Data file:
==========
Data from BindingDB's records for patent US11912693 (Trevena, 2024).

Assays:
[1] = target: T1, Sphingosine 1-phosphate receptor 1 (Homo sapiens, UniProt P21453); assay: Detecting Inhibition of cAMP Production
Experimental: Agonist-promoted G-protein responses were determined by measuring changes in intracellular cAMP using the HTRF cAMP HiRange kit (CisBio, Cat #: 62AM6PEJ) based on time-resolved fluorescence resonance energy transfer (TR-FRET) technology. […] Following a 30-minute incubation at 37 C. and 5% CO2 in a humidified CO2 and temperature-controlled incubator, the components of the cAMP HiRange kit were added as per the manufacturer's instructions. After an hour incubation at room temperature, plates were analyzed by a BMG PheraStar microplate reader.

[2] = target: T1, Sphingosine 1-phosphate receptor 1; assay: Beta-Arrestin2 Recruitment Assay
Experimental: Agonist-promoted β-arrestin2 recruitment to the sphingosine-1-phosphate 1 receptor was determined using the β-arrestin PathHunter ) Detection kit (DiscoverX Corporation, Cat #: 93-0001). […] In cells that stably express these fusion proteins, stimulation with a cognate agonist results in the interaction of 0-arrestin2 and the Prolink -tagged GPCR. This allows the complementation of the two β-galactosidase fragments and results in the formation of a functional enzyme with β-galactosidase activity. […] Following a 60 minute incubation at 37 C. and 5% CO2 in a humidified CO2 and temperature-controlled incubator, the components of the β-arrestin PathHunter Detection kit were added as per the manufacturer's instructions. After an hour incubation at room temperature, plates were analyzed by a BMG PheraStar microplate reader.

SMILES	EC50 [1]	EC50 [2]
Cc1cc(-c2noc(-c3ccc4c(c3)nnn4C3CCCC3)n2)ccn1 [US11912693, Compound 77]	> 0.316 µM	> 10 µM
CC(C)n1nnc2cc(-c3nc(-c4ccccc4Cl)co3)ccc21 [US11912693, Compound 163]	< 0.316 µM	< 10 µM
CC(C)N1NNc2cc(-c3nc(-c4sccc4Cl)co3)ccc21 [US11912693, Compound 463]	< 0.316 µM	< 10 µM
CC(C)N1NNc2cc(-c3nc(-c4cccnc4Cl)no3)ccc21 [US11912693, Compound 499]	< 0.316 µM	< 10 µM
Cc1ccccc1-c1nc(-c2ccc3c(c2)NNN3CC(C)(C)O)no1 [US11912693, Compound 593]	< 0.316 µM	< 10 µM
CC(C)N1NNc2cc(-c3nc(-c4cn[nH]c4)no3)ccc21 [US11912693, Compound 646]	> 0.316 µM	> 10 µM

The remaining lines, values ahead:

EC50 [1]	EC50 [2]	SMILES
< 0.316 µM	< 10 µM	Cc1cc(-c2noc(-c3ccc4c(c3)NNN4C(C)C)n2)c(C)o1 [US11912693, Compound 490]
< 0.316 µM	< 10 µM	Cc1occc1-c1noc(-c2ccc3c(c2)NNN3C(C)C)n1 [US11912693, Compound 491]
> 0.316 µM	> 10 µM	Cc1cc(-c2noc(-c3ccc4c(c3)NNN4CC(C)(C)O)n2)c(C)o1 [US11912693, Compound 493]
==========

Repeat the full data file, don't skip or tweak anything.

Data from BindingDB's records for patent US11912693 (Trevena, 2024).

Assays:
[1] = target: T1, Sphingosine 1-phosphate receptor 1 (Homo sapiens, UniProt P21453); assay: Detecting Inhibition of cAMP Production
Experimental: Agonist-promoted G-protein responses were determined by measuring changes in intracellular cAMP using the HTRF cAMP HiRange kit (CisBio, Cat #: 62AM6PEJ) based on time-resolved fluorescence resonance energy transfer (TR-FRET) technology. […] Following a 30-minute incubation at 37 C. and 5% CO2 in a humidified CO2 and temperature-controlled incubator, the components of the cAMP HiRange kit were added as per the manufacturer's instructions. After an hour incubation at room temperature, plates were analyzed by a BMG PheraStar microplate reader.

[2] = target: T1, Sphingosine 1-phosphate receptor 1; assay: Beta-Arrestin2 Recruitment Assay
Experimental: Agonist-promoted β-arrestin2 recruitment to the sphingosine-1-phosphate 1 receptor was determined using the β-arrestin PathHunter ) Detection kit (DiscoverX Corporation, Cat #: 93-0001). […] In cells that stably express these fusion proteins, stimulation with a cognate agonist results in the interaction of 0-arrestin2 and the Prolink -tagged GPCR. This allows the complementation of the two β-galactosidase fragments and results in the formation of a functional enzyme with β-galactosidase activity. […] Following a 60 minute incubation at 37 C. and 5% CO2 in a humidified CO2 and temperature-controlled incubator, the components of the β-arrestin PathHunter Detection kit were added as per the manufacturer's instructions. After an hour incubation at room temperature, plates were analyzed by a BMG PheraStar microplate reader.

SMILES	EC50 [1]	EC50 [2]
Cc1cc(-c2noc(-c3ccc4c(c3)nnn4C3CCCC3)n2)ccn1 [US11912693, Compound 77]	> 0.316 µM	> 10 µM
CC(C)n1nnc2cc(-c3nc(-c4ccccc4Cl)co3)ccc21 [US11912693, Compound 163]	< 0.316 µM	< 10 µM
CC(C)N1NNc2cc(-c3nc(-c4sccc4Cl)co3)ccc21 [US11912693, Compound 463]	< 0.316 µM	< 10 µM
CC(C)N1NNc2cc(-c3nc(-c4cccnc4Cl)no3)ccc21 [US11912693, Compound 499]	< 0.316 µM	< 10 µM
Cc1ccccc1-c1nc(-c2ccc3c(c2)NNN3CC(C)(C)O)no1 [US11912693, Compound 593]	< 0.316 µM	< 10 µM
CC(C)N1NNc2cc(-c3nc(-c4cn[nH]c4)no3)ccc21 [US11912693, Compound 646]	> 0.316 µM	> 10 µM

The remaining lines, values ahead:

EC50 [1]	EC50 [2]	SMILES
< 0.316 µM	< 10 µM	Cc1cc(-c2noc(-c3ccc4c(c3)NNN4C(C)C)n2)c(C)o1 [US11912693, Compound 490]
< 0.316 µM	< 10 µM	Cc1occc1-c1noc(-c2ccc3c(c2)NNN3C(C)C)n1 [US11912693, Compound 491]
> 0.316 µM	> 10 µM	Cc1cc(-c2noc(-c3ccc4c(c3)NNN4CC(C)(C)O)n2)c(C)o1 [US11912693, Compound 493]